In my career as a journalist, I have encountered many public officials who respect government openness and transparency. There was the state records custodian who turned over dozens of her boss’s embarrassing emails after telling him that keeping them secret would violate the law. And the university staffers who pointed me to public information the school tried to keep out of the public eye. And the local elected official who told me what happened in a closed session she thought may have been illegally closed. As we approach this year’s annual celebration of Sunshine Week, March 11-17, it’s worth recalling times when people entrusted with our tax dollars have stood up for our right to know.
Among the many remarkable things about the defeat of the proposed overhaul of the Wisconsin Public Records Law over the July 4 weekend last summer was the way the media, open government groups, advocacy organizations on the left and right, and the public coalesced to point out how ill-conceived the idea was.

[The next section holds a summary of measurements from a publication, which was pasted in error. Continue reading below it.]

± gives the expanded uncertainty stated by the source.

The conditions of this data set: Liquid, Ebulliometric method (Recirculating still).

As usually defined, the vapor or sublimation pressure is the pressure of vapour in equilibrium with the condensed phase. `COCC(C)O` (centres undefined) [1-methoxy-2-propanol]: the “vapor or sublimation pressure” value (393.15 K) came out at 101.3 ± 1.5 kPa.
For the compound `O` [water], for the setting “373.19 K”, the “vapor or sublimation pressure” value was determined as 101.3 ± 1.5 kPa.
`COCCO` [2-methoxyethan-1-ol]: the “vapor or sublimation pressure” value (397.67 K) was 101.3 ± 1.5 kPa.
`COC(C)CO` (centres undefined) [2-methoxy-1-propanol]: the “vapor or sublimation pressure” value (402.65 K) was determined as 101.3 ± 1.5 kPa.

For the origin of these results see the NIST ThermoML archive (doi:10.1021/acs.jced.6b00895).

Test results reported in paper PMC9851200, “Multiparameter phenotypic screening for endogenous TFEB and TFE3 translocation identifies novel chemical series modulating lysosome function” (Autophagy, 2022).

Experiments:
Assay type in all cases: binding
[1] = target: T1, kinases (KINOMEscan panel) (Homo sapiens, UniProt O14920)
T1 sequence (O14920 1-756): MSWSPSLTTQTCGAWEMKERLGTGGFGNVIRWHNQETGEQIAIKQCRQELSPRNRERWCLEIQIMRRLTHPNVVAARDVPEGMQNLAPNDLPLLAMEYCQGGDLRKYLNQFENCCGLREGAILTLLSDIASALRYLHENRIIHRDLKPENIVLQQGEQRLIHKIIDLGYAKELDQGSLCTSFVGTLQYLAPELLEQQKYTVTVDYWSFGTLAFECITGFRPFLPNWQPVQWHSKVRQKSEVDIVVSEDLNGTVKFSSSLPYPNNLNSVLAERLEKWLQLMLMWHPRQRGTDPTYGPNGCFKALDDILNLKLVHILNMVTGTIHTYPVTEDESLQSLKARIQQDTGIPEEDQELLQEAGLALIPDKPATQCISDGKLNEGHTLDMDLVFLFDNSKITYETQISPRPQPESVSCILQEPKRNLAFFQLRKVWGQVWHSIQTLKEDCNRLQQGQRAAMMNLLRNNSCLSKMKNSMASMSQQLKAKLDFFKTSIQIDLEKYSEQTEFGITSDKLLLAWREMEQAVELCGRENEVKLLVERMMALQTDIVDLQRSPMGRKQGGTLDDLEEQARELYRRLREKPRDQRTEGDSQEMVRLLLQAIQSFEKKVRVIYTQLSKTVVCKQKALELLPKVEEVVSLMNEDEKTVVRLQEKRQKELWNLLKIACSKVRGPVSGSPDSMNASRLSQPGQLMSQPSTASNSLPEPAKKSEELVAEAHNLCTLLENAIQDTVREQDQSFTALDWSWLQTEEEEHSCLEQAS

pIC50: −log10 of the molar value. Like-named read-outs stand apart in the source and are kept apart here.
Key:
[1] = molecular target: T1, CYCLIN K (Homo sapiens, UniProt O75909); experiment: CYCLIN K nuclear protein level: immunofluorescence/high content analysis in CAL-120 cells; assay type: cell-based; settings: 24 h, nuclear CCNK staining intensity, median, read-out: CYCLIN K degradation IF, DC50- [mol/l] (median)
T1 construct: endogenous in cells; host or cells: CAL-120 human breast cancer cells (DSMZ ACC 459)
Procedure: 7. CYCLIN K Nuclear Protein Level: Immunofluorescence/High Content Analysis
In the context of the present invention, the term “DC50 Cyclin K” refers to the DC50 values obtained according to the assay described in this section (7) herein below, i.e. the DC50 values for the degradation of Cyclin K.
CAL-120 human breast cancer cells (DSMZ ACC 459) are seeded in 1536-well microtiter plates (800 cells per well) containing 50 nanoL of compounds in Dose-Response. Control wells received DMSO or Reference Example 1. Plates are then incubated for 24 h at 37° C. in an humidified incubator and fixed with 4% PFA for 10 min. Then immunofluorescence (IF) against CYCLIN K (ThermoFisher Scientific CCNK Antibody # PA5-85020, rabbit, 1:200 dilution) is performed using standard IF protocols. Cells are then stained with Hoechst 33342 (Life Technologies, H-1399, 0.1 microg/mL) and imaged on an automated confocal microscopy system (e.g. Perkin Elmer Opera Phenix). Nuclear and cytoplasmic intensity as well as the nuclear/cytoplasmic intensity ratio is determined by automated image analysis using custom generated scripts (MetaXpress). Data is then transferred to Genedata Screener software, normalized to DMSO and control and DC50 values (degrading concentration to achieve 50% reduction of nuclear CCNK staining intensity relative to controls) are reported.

On issues of government openness, Gov. Scott Walker’s record has been mixed. He is not running the most open administration in history, as he pledged in an interview late last year, but he’s certainly not in a bunker.
Next week is Sunshine Week — time to celebrate open government in Wisconsin. A guest column by Mark Pitsch, assistant city editor at the Wisconsin State Journal and a member of the Wisconsin Freedom of Information Council.